Delay of gratification in middle childhood: Extending the utility and sensitivity of the standard task
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The ability to delay gratification is an important aspect of the development of self-regulation and executive functioning. Standard tasks to assess delay of gratification are typically only useful up to age 5 years. A modified task was developed and administered to a sample of 126 (59 males and 67 females) typically developing Australian children aged 5–12 years. Results showed that 7-year-olds were significantly more likely to delay than 5-year-olds. A ceiling effect was observed from age 7 onwards. Performance on the modified task correlated significantly with other executive functioning tasks, demonstrating the convergent validity of the task. This study was successful in extending the usefulness of the standard delay of gratification task to age 7. Suggestions for further development of this task are discussed.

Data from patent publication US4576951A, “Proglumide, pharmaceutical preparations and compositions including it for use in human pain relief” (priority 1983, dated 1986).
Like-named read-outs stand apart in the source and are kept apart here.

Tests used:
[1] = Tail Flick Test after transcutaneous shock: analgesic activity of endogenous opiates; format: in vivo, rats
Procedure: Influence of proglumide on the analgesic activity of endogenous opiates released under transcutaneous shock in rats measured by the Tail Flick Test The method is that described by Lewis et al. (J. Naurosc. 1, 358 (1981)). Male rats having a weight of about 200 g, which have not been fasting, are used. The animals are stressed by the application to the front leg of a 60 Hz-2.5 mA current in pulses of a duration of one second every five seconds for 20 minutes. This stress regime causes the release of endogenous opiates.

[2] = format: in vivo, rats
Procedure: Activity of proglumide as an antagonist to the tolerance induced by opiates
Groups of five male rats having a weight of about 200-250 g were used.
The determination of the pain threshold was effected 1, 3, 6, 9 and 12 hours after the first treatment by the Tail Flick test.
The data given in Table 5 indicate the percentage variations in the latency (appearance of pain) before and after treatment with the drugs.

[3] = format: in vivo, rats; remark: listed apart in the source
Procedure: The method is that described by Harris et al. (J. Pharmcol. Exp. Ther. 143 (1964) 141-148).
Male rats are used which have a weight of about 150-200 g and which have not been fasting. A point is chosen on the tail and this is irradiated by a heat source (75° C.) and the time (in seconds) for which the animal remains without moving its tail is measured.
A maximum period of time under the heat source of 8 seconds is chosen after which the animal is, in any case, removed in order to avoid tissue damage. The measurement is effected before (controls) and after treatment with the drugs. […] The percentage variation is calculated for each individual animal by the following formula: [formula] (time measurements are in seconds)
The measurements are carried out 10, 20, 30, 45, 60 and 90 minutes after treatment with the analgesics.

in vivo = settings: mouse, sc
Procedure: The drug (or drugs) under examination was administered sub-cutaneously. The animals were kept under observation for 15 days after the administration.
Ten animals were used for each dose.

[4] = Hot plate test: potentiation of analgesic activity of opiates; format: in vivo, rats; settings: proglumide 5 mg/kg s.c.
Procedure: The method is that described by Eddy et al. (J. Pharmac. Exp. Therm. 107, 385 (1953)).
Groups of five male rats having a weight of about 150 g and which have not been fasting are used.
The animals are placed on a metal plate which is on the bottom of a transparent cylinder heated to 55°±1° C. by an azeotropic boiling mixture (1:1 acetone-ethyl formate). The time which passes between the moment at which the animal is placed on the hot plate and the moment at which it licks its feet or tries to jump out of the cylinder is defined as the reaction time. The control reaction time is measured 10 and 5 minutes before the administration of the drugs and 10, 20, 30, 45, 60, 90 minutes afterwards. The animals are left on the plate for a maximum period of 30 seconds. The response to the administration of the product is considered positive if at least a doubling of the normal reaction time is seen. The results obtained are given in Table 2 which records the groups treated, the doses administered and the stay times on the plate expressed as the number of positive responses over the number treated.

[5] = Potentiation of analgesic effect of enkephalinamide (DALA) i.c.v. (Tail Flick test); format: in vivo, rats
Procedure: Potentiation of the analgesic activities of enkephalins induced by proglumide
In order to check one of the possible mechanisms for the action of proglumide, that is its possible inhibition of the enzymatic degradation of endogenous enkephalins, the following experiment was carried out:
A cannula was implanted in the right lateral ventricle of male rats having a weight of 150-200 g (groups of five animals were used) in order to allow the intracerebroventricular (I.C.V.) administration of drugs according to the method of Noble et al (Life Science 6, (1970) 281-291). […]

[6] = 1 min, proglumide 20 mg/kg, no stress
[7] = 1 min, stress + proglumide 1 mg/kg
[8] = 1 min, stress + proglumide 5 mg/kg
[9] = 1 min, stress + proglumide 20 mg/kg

Psychology not elsewhere classified